Some people find themselves feeling drowsy all day, even after a full night’s sleep. If you're constantly battling with the urge to nap or struggling to stay awake during meetings, you’re not alone. Many people deal with persistent fatigue that disrupts their daily lives. But what’s behind this relentless sleepiness? Here are 5 common culprits that might be stealing our energy and making us drowsy.

Major sleep issues

Sleep disorders are a significant cause of ongoing tiredness. Conditions like sleep apnea, insomnia, and restless legs syndrome can severely disrupt our sleep quality. Sleep apnea, for instance, is a condition where breathing repeatedly stops and starts during sleep, leading to poor rest. Insomnia, characterised by difficulty falling or staying asleep, affects about one-third of adults at some point in their lives, leading to chronic fatigue. A study published in the journal Sleep found that chronic insomnia is linked to a higher risk of developing depression, anxiety, and even cardiovascular diseases. Meanwhile, restless legs syndrome causes uncomfortable sensations and an urge to move the legs, which can severely disrupt sleep and lead to daytime drowsiness.

Excessive stress

When we're under significant stress, our body releases cortisol, the “stress hormone,” which keeps us in a state of heightened alertness. This can make it difficult to relax and fall asleep. According to the American Psychological Association, chronic stress is linked to long-term health problems, including sleep disorders and chronic fatigue. A 2017 study in the journal Sleep Medicine revealed that high levels of stress are associated with an increased risk of insomnia and sleep fragmentation. This means that even if we do manage to sleep, the quality of our rest may be compromised, leaving us feeling tired and drained.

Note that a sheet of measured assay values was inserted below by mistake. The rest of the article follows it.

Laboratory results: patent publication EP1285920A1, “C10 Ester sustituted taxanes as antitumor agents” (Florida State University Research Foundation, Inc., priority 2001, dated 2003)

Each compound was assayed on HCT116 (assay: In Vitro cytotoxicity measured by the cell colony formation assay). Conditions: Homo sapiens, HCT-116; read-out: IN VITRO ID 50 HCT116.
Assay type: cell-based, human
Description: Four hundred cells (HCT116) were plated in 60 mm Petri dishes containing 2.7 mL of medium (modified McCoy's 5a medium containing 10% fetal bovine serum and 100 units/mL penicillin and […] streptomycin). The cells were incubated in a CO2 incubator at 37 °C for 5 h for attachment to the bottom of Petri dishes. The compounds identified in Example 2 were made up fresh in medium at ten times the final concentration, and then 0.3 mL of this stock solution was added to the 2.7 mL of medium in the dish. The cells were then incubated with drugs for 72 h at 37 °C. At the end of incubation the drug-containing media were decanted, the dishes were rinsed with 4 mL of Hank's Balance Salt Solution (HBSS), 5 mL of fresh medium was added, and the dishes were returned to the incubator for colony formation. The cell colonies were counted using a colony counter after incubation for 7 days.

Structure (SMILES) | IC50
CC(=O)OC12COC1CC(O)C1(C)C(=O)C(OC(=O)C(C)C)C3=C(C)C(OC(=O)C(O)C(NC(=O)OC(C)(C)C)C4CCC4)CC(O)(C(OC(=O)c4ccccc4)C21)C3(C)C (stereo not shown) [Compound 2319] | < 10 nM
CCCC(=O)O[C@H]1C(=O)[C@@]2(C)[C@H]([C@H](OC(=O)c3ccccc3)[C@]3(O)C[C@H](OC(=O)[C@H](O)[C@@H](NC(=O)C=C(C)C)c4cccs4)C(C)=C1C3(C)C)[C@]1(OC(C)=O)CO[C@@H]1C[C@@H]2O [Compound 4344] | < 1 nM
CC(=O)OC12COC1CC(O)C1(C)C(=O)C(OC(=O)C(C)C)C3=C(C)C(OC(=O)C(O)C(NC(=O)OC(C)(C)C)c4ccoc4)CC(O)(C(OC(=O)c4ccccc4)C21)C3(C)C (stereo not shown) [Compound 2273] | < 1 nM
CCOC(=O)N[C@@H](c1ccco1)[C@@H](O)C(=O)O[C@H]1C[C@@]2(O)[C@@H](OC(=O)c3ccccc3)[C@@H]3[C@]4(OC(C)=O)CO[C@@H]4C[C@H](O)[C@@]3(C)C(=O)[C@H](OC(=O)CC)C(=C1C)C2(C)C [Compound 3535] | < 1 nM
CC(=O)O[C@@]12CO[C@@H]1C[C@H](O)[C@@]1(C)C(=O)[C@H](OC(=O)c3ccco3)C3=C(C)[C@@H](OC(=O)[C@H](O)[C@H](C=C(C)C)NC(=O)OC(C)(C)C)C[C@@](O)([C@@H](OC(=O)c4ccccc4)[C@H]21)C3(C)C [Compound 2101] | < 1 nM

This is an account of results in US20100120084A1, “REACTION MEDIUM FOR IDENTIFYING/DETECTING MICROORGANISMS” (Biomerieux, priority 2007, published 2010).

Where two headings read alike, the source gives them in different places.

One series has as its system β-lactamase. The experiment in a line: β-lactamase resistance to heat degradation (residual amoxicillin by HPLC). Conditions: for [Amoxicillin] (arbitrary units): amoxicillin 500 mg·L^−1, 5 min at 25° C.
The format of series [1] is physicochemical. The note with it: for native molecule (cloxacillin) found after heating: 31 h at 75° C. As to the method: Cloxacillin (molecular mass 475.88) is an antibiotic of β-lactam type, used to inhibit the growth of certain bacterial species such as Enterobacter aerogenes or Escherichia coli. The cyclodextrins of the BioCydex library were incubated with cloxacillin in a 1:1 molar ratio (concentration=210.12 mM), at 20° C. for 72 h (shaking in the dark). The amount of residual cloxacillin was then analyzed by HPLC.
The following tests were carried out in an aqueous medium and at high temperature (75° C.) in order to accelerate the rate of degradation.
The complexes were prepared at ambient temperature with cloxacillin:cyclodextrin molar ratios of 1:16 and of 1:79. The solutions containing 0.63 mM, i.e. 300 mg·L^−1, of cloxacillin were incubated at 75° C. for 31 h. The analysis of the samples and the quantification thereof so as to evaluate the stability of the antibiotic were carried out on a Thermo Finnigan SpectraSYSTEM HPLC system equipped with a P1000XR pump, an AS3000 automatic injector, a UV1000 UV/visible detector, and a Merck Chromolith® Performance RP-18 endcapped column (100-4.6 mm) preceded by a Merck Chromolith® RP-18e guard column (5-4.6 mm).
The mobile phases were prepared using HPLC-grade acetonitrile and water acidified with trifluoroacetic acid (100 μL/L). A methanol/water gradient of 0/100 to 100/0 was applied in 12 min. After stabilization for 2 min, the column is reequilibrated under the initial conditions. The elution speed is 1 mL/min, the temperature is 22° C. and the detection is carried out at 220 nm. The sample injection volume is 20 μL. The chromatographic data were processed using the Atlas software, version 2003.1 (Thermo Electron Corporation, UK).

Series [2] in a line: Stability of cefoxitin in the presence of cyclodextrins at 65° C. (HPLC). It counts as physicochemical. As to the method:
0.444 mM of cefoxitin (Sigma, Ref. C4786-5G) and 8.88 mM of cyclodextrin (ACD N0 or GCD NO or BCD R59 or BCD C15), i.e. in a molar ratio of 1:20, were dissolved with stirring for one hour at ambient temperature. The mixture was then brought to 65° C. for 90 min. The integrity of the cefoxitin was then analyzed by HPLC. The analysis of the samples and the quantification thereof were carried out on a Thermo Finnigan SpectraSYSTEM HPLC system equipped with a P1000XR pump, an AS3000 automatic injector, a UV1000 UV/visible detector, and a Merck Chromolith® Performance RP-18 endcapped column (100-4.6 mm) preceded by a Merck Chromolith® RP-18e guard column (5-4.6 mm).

Iron deficiency

Iron plays an important role in transporting oxygen throughout our body. When we’re low on iron, our body can’t produce enough haemoglobin, which means our muscles and tissues don't get the oxygen they need, leading to fatigue and weakness. Iron deficiency anaemia is more common among women and can be a significant cause of persistent tiredness. A study published in the American Journal of Clinical Nutrition found that improving iron levels in women with iron deficiency anaemia significantly improved their energy levels and reduced feelings of fatigue.

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Bacterial and viral infection

Sometimes, our sleepiness might be due to our body fighting an infection. Certain bacterial infections can cause prolonged fatigue even after other symptoms have resolved. Lyme disease, for instance, is a bacterial infection transmitted by ticks that can cause severe, persistent tiredness, even after the acute phase of the disease has been treated. A study in the Journal of Infectious Diseases highlighted that many patients with Lyme disease report long-term fatigue that can last months or even years after treatment.

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Our thyroid gland is important for regulating metabolism, and when it’s underactive, a condition known as hypothyroidism, it can lead to feelings of exhaustion. The thyroid produces hormones that influence almost every major system in our body, including our energy levels and sleep patterns. Symptoms commonly include fatigue, weight gain, and a general feeling of sluggishness. A simple blood test can diagnose hypothyroidism and treatment with thyroid hormone replacement therapy can help restore our energy levels.

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